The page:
About Bermuda Grass Seeds


Bermuda grass is a grass type found in warm climates and highly used for heavy traffic turf. The grass originated in Africa and was brought to the United States during colonial times. In some areas, the grass seed is viewed as a weed because it overtakes crop plants through quick-growing rhizomes.


Bermuda grass is a broad-leaf, sturdy variety of grass that resists wear in high-traffic areas and is drought resistant. The grass is common in the Southern United States and is compatible with growing zones 7 to 10. Bermuda grass varieties are used as turf grass on golf courses, sport fields and utility areas. Common Bermuda grass has a medium leaf texture while hybrid varieties have a fine texture.


Bermuda grass is from the genus Cynodon. There are nine species under the genus Cynodon with the common variety used in most applications being C. dactylon. C. dactylon is the only variety that is able to be established through seed generation. There are several hybrid varieties created by combining C. transvaalensis and C. transvaalensis, however, they are all sterile and do not propagate seeds. The hybrid varieties offer better color, tolerate cool temperatures and have a softer texture.

Growing Requirements

Plant Bermuda grass in a sunny location because it will not tolerate shade. The grass will grow in most soil types as long as it is fertile and nutrients are available. Bermuda grass thrives best in temperatures over 75 degrees F. Temperatures under 50 degrees F. will cause the grass to go dormant and temperatures under 30 degrees F. will kill the grass.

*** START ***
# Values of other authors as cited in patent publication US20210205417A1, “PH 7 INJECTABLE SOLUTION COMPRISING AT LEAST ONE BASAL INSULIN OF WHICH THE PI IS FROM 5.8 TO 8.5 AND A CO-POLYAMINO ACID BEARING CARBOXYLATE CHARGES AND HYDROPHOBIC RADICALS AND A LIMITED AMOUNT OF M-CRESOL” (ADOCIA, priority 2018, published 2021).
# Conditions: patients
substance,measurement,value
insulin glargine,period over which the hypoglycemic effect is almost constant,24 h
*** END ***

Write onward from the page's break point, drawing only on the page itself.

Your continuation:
How to Plant

The grass spreads through rhizomes, stolons and seeds. Bermuda grass seed should be verified as certified, as few true varieties are available through seed propagation. Seed Bermuda grass at a rate of 1 lb. seed for every 1,000 square feet. Spring seeding should be done with hulled seeds, as it speeds the germination time. Fall seeding may require mixing fast-growing annual rye seed for protection during germination and sprouting. Plant stolons or springs at a rate of 5 to 15 bushels per 1,000 square feet. Fertilize based on the soil quality and pH. Germination and root establishment occurs in seven to 14 days after planting.


Bermuda grass is fast growing and should be mowed approximately two weeks after seeding to initiate rhizome spreading. The grass grows best when kept mowed to a length of approximately 1 inch. Apply fertilizer regularly when used in high-traffic turf areas to maintain growth and stability. Water the grass weekly to maintain turf qualities.

Keywords: bermuda grass, grass varieties, bermuda seed

About this Author

Jennifer Loucks has been writing since 1998. She previously worked as a technical writer for a software development company, creating software documentation, help documents and training curriculum. She now writes hobby-based articles on cooking, gardening, sewing and running. Loucks also trains for full marathons, half-marathons and shorter distance running. She holds a Bachelor of Science in animal science and business from University of Wisconsin-River Falls.